The Church as Healing Agent

The church has hurt a lot of people. Historically, the church’s resume has hit highs so high as to touch the face of God and lows so low as to smell like evil itself. The Church has lifted up and it has pushed down. Is the church called to hurt or heal? What would Jesus say?



Jesus and Healing


Jesus was focused on healing instead of hurting.


One day Jesus was walking through a village when the village synagogue ruler named Jairus begged Jesus to heal his daughter who was deathly ill (Mark 5:21-34; Luke 8:40-48).


Jesus was on his way to do that very important and urgent work when a woman who had been sick for many years touched the edge of his cloak and was healed. Jesus stopped and asked who had touched him. He felt the healing power leave his body.


The woman was afraid, but seeing that she couldn’t remain anonymous finally confessed that she was the one who had touched him. Jesus told her that her faith had healed her.


On the face of it, this is a story about healing. But at a deeper level, it is a story about pain and isolation.


So, let’s review this woman’s situation.


She is a woman which already marks her as one of relatively low status in Palestinian society. She is hemorrhaging which makes her perpetually unclean. This means that she cannot touch anyone, nor can anyone touch her. It means total physical and emotional isolation.


She has spent all her money on doctors. Her condition has impoverished her.


She has been suffering in this condition for twelve years. This is her new normal. She’s lost all hope.


Then she hears that Jesus is coming to town. His reputation as a powerful healer has preceded him. Suddenly, there is a tiny spark of hope. She formulates a plan. She has to reach out and touch Jesus.


This in itself is a major act of faith and courage. She must break the law. She must do what is taboo in her culture. And she must do it in front of the Synagogue Ruler, the crowd (made up of religious people), and the most famous Rabbi of her day – Jesus.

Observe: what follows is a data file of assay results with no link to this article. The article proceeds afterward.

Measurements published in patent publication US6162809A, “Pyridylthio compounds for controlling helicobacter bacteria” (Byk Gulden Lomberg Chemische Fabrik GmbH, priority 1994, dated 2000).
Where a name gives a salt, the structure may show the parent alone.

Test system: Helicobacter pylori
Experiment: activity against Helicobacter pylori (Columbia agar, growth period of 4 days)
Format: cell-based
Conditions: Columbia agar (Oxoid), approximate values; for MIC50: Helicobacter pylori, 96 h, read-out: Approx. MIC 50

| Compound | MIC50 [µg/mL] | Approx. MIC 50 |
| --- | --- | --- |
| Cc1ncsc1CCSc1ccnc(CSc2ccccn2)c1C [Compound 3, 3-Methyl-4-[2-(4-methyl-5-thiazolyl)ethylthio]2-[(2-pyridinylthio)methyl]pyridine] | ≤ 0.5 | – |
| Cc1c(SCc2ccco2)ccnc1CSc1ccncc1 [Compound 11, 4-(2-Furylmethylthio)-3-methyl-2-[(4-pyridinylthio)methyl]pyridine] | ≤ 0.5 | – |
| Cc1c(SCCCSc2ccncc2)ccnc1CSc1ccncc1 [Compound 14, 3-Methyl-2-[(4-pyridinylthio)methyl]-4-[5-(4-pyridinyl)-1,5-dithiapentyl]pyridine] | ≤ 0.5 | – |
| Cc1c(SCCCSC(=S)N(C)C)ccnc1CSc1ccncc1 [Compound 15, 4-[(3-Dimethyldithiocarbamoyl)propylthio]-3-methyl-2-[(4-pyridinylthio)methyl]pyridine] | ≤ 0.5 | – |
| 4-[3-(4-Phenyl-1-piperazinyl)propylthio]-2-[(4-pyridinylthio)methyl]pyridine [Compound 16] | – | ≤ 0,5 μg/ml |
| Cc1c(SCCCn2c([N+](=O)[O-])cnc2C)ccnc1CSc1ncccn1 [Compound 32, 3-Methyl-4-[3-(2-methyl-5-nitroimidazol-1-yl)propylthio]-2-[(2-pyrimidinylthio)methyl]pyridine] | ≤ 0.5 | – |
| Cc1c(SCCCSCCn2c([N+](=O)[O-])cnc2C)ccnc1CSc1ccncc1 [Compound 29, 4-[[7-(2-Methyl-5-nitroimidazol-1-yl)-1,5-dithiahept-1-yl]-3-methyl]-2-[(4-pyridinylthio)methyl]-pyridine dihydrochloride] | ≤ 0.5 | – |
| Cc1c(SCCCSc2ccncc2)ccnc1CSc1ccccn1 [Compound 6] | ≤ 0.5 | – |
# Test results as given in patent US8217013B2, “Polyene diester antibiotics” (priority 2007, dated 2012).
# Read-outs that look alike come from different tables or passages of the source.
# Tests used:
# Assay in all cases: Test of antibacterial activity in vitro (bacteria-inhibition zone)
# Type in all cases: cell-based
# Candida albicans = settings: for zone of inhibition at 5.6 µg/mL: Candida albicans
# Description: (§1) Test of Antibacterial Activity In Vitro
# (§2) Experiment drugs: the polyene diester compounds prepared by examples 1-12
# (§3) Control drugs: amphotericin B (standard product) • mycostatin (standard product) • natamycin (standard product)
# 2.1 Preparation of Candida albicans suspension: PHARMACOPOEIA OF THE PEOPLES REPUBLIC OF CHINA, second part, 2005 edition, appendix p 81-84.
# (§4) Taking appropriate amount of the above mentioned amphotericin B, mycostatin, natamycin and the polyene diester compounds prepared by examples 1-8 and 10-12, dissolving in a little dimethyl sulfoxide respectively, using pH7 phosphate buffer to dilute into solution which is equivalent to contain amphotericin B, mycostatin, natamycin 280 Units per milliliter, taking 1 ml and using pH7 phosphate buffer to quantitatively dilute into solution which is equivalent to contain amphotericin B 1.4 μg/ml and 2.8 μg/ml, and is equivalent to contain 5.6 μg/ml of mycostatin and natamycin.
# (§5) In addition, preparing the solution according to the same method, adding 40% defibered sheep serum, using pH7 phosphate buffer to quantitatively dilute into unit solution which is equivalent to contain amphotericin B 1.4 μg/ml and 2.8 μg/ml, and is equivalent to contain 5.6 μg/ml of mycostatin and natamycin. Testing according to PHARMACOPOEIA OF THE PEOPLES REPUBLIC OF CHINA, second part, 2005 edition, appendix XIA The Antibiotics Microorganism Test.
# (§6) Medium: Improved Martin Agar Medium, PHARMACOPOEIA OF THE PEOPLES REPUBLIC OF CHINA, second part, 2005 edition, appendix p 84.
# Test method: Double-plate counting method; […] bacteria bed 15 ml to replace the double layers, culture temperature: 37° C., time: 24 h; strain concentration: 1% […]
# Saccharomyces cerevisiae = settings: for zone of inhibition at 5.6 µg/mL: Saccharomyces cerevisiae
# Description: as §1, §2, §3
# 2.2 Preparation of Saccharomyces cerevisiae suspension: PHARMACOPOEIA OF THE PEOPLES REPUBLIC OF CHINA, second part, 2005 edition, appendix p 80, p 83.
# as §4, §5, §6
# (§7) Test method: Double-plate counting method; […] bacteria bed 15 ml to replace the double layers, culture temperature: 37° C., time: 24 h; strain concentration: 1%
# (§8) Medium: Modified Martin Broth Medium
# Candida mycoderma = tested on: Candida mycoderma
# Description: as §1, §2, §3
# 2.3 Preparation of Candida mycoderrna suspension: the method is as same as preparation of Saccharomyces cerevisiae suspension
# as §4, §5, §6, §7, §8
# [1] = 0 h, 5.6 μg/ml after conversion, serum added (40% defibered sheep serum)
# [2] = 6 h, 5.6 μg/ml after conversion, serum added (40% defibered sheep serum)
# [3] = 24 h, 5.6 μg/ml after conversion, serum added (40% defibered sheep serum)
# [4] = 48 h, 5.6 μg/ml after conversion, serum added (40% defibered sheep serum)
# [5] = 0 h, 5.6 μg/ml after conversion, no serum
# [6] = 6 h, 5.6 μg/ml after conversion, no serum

She touches the tassels on Jesus’ rabbinical shawl and the effect is immediate. She and Jesus both feel it. Jesus calls for her to reveal herself. This is the climactic moment in her story.


The Role of Vulnerability

Touching Jesus was the easy part. Now she must make herself vulnerable. She must tell her story. She comes before him trembling. I like the way Mark describes the scene:


“Then the woman, knowing what had happened to her, came and fell at his feet and, trembling with fear, told him the whole truth” (Mark 5:33).


What was she so afraid of? She was afraid that she was in trouble for touching Jesus. She was forbidden by the Mosaic Law to touch anyone lest she renders them unclean. Now, she has to confess her sin. She has broken the Mosaic Law.


Mark says, “She told him the whole truth” (Mark 5:33).


In the face of her fear, she makes herself completely vulnerable. It was in that moment Jesus told her – “Daughter, your faith has healed you. Go in peace” (Mark 5:34).


The Fruit of Healing

Jesus gave her the three things she needed most for her healing.

  1. He called her “Daughter” – she was once again a part of a family, a community.
  2. He told her that her faith healed her – she no longer had to suffer.
  3. He told her to go in peace – her pain had been lifted and she could experience rest.


The Healing Church

Following Jesus’ lead, there are three things the Church should do to focus on healing instead of hurting people.


We have to create a space where:

1. People care enough to stop their busy lives and offer help.

Life is busy. Jesus was pressed by the crowd. He was on the way to deal with a life and death situation. Even so – he stopped to heal the woman. He took time for her.


2. People can get away from shame.

Shame and guilt are different – guilt is from God; shame is from the community. Guilt says you did something bad, shame says you are bad. Guilt is from God, shame is what happens when you make the community your god.


3. People can feel safe enough to be vulnerable.

Vulnerability is one key to emotional healing.


Four Myths About Vulnerability

(from Brene Brown’s NETFLIX special, “The Call to Courage”):

1. Vulnerability is weakness.

Vulnerability is the feeling we get when we feel uncertain, at risk, or emotionally exposed.

It takes great courage to make yourself vulnerable.


2. I don’t do vulnerability.

Has anyone ever manage to live life without uncertainty, risk, or emotional exposure? No. We either do it well or we do it poorly, but we all do vulnerability.


3. Vulnerability is disclosure.

You don’t measure vulnerability by the amount of disclosure. Sometimes it’s about the courage to set boundaries. You measure vulnerability by the amount of courage it takes to show up and be seen when you can’t control the outcome.


4. Trust comes before vulnerability.

Do I trust you and then I’m vulnerable with you? OR, am I vulnerable with you and then learn to trust you? The answer is both. Start with little things and build over time.







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